Home
Faculty of Medicine
News

13 million NOK for research towards phenylkentonuria

Aurora Martinez’ Pluvia receives NOK 13 million from the Norwegian Research Council for research on a cure for phenylkentonuria

Nyfødt føtter
Today, all newborn children in Norway are tested for phenylkentonuria, a rare but severe disease if left untreated.
Photo:
Colourbox

Today, all newborns in Norway are screened for phenylketonuria, a metabolic disease that can be very serious if it is not detected and treated. The only treatment for around half a million patients worldwide is to keep a strict diet.

Phenylketonuria is caused by the lack of a specific enzyme in the liver, phenylalanine hydroxylase. This enzyme converts phenylalanine to tyrosine, and when the enzyme is missing, the amount of phenylalanine will increase in the blood to damage the brain and nervous system.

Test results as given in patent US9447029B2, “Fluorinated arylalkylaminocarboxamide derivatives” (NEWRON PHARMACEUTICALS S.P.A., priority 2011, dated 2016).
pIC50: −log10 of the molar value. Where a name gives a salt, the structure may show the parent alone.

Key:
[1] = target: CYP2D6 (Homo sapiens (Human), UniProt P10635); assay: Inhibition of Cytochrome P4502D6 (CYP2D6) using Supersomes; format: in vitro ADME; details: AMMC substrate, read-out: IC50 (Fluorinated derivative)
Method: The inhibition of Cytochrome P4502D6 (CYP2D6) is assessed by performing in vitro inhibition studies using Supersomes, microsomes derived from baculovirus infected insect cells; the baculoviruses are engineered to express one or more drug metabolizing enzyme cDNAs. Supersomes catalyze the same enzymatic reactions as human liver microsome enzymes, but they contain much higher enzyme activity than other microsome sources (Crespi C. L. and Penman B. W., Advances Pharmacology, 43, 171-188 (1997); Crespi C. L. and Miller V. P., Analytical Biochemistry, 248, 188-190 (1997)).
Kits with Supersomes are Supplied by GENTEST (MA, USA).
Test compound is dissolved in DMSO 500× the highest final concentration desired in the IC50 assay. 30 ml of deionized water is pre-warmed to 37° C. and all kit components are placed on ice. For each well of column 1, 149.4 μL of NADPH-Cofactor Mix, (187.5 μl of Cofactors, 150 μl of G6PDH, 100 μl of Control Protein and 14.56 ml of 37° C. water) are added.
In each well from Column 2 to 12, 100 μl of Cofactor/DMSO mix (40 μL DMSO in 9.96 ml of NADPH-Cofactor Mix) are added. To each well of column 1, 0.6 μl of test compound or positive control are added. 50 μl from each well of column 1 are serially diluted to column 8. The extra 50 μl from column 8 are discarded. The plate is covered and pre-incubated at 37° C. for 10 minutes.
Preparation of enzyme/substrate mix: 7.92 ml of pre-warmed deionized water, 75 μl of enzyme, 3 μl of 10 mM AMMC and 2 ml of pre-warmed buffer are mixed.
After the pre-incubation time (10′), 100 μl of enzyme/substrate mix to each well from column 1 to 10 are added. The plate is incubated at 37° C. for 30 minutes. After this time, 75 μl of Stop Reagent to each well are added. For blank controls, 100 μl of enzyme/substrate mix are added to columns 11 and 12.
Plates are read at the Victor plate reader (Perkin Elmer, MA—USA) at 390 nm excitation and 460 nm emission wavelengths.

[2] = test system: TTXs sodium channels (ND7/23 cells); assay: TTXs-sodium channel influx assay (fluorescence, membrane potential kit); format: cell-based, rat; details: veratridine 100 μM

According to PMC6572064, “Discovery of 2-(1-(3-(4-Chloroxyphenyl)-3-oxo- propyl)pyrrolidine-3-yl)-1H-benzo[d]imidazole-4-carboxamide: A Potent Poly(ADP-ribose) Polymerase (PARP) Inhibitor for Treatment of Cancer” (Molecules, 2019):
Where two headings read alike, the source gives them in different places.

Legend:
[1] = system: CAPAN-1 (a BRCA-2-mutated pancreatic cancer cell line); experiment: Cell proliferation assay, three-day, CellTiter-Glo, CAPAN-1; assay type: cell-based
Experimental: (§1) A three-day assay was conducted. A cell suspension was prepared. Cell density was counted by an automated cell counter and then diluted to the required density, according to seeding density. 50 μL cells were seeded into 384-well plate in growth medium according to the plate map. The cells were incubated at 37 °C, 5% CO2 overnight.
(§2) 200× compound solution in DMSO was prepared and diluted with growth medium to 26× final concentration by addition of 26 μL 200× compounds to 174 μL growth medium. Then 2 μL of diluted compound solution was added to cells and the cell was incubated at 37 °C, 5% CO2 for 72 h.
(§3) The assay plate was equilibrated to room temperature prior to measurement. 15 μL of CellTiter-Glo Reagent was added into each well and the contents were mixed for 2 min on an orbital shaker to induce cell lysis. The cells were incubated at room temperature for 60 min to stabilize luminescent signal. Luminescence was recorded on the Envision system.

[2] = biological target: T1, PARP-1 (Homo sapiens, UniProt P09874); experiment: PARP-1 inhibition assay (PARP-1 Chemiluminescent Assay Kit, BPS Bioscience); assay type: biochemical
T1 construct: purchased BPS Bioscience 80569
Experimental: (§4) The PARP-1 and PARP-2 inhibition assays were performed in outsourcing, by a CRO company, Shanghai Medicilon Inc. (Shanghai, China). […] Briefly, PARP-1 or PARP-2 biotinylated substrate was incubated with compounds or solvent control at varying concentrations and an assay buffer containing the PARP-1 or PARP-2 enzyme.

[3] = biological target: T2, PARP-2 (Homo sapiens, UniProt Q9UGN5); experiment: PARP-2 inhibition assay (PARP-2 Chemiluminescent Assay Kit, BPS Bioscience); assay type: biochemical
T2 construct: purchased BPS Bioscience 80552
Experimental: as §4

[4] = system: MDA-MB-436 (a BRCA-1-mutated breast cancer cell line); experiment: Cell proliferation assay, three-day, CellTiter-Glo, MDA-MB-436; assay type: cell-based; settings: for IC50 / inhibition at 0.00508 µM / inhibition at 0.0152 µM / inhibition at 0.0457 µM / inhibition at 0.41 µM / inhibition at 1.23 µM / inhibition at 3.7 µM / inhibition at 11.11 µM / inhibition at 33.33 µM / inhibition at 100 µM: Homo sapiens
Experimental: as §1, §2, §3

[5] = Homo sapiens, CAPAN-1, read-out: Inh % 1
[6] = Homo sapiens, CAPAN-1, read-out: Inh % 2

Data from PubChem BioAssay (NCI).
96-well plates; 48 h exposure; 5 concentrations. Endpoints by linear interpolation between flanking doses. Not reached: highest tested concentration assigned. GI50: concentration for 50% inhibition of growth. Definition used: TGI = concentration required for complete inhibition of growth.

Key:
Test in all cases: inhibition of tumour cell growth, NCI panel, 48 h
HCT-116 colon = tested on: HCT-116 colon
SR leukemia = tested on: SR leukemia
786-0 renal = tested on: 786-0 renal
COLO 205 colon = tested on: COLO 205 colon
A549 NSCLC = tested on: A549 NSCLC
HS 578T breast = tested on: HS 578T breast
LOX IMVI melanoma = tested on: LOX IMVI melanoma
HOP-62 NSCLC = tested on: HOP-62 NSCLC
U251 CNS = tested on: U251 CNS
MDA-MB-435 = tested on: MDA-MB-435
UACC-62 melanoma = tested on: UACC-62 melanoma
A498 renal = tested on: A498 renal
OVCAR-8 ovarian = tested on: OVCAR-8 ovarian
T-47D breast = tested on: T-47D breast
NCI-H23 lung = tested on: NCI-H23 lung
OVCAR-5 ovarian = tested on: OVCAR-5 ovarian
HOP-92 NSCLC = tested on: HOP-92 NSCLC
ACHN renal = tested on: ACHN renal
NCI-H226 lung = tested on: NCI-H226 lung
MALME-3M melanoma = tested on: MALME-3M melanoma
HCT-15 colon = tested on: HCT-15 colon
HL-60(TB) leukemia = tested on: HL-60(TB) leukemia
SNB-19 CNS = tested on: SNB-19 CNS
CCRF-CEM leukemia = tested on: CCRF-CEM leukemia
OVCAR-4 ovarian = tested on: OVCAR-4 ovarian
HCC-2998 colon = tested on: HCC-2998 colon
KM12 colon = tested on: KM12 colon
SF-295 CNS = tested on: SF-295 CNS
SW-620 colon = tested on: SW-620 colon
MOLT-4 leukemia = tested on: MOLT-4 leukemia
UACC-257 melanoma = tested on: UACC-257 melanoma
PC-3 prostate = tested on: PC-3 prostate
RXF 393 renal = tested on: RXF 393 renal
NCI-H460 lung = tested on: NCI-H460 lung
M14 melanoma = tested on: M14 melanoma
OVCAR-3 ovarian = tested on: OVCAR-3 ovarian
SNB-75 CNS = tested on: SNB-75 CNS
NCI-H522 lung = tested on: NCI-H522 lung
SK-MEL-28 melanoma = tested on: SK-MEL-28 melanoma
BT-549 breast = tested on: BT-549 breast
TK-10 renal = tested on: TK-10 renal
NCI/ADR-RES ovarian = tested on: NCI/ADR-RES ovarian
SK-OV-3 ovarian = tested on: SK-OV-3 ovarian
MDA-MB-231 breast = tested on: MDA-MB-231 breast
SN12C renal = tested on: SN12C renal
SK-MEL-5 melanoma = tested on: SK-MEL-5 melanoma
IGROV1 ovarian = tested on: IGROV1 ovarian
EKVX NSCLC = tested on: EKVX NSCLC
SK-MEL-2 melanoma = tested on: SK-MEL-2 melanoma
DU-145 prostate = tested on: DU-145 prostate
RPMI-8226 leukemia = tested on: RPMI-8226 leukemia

Professor Aurora Martinez and her research group at the Department of Biomedicine have been investigating the possibility of correcting the enzyme deficiency for several years. This can significantly improve the quality of life of those who have the disease. Bergen technology transfer (BTO) explain on their website that at least 50% of patients may get help from the medicine that the company is developing.

The 13 million they receive is part of the Research Council of Norway's (RCN) program "User-driven research-based innovation" (BIA)

In 2015, the company also received support from the RCN FORNY2020 program:

- FORNY set the foundation for the project and the company, and the support from the BIA program will help the company grow and intensify its activity. This is an excellent opportunity, says Anne Sophie Schillinger, Business Developer in Bergen Technology Transfer.

Pluvia has been established in a collaboration between BTO and the research group at the University of Bergen.